Throwing Stones: Mary Franitza 5-11-2020

Monday, May 11, 2020
a rock with "hello" written on it
Education and Applied Psychology in a Time of COVID-19

I’ve regained an appreciation for chalk. When I was little, I used to spend hours outside, drawing my own house with chalk and using the dividing lines in the cement to create walls and rooms. There were never any doors, but the neighborhood kids were pretty strict that you couldn’t jump from one square to the next, rather you had to walk down the hallway, or the sectioning lines between cement slabs. Wisconsin summers, as I was reminded by a friend, are the best summers. Cool winds, a wide-open lake, late nights, and of course, dirty feet. Some of that magic came back this week.

I’ve been trying hard to keep my high school students engaged with SKILLS content as they manage increased work hours, family obligations, school, and more than they’re sharing. We’ve been using prerecorded videos for lectures, and I feel so distant. I’ve come to really miss my students’ head nods, table chatter, and pressing questions about relevancy. We have Zoom office hours, email exchanges, and the occasional 1:1 comment chain, but it all feels so incomplete. I took to my childhood roots this past week and used chalk, my driveway, and the ever-faithful dividing points of the cement, to design this week’s lecture on research presentations. While my ability to spell “research” is questionable, the video itself sparked some liveliness in the neighborhood as the spring is finally starting to reach Wisconsin.


Being in Wisconsin offers me close proximity to one of my five favorite natural occurrences, Lake Michigan of the Great Lakes. I’m spending COVID-19 a few miles from the body of water, and the miles of beaches lend themselves to socially distant walks and a change of scenery from the computer, desk and wall that usually consume my day. I took a walk this week along the shore and realized I hadn’t seen the lake since I moved to Santa Barbara in September, the longest I’ve gone without seeing the waves, shrinking shoreline, and plethora of rocks. My friend met me there, easily 8 feet between us, facemasks on us both. We couldn’t hear each other over strong winds and crashing waves, but I saw her, and she saw me. There was something to be relieved; she had flown back from Hawaii shortly after I settled into quarantine in Wisconsin, but the giggles of looking at each other from feet apart, wearing practically the same outfit and matching fabric facemask, provided assurance that a FaceTime call cannot provide.

For the sake of an activity together while being too far apart to converse, we began a rock collection. She was constructing a rainbow and needed colorful rocks, I was arranging a gradient of the grays. We would occasionally throw a rock at the other to contribute to their project, but little interaction occurred other than the sounds of rocks hitting each other as we dug in our own little areas. In the depths of digging on the beach, I was interrupted by a loud thump and a large rock that landed next to me. She had carved “hello” onto the rock and by the squint of her eyes, I could tell she thought this was the funniest means of communication given the circumstance. I chuckled, sighed, and looked back. I didn’t have any good writing rocks, but I did have some weird shaped rocks. The gift is as good as the messages, as we turned to each other and simply threw cool rocks back and forth. Eventually, our hands went numb from the cold, damp air, and we parted ways. As I went home melancholy, I found appreciation in the return to simple pleasure that has come from these many weeks apart from those I love.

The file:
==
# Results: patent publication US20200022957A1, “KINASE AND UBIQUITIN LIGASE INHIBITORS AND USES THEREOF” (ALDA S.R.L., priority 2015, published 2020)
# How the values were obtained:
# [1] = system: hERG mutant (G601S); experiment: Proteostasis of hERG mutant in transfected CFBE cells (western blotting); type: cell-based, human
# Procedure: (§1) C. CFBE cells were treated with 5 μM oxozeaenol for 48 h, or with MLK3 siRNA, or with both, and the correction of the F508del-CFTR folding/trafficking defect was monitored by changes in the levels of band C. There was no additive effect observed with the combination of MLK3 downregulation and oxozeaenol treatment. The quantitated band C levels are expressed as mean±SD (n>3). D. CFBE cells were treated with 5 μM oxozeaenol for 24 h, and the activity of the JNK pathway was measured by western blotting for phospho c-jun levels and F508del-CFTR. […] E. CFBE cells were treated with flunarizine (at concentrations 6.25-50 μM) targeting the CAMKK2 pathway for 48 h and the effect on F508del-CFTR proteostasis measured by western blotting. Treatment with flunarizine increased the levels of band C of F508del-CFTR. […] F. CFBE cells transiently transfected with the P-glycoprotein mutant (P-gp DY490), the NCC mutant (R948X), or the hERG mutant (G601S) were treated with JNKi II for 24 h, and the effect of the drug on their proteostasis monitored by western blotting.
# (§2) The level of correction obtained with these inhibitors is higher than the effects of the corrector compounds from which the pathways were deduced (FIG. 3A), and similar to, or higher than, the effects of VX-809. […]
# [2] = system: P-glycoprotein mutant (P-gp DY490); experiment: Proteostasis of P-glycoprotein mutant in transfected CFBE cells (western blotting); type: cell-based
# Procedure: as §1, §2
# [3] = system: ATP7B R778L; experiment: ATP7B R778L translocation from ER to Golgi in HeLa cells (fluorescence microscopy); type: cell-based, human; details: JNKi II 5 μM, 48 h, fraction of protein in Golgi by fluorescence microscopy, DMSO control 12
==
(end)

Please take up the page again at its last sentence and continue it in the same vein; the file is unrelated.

In my place of privilege as COVID-19 continues to spread and consume the lives of many, I find myself confused about what my place in all of this is. My escape through chalk on the driveway led to many parents whose children were my favorite Capture the Flag teammates to stop and comment on how refreshing it was to see me and their own children return to simplicity. I continue, like many, to be unsure of what life will look like after this is done, but I do hope the pleasure in simplicity and the small remains. And to the person who finds our friendship rock on the beach, a cheery hello to you.

Mary Franitza is a first year MA/PhD student in the Department of Education. She started her quarantine with a frantic two-day road trip from Santa Barbara to a small coastal corner of Wisconsin. Mary is spending her time social distancing with her adult family members, two parents (sixty-four), and sister (thirty) and her just as adult cats, Dodger (soon to be ten) and Socrates (probably thirteen). Whilst at home, Mary is still responsible for work with high school seniors at Santa Barbara High School and tending to her course load and research. Mary is approaching quarantine with a critical feminist lens as she watches the pandemic unfold in her hometown.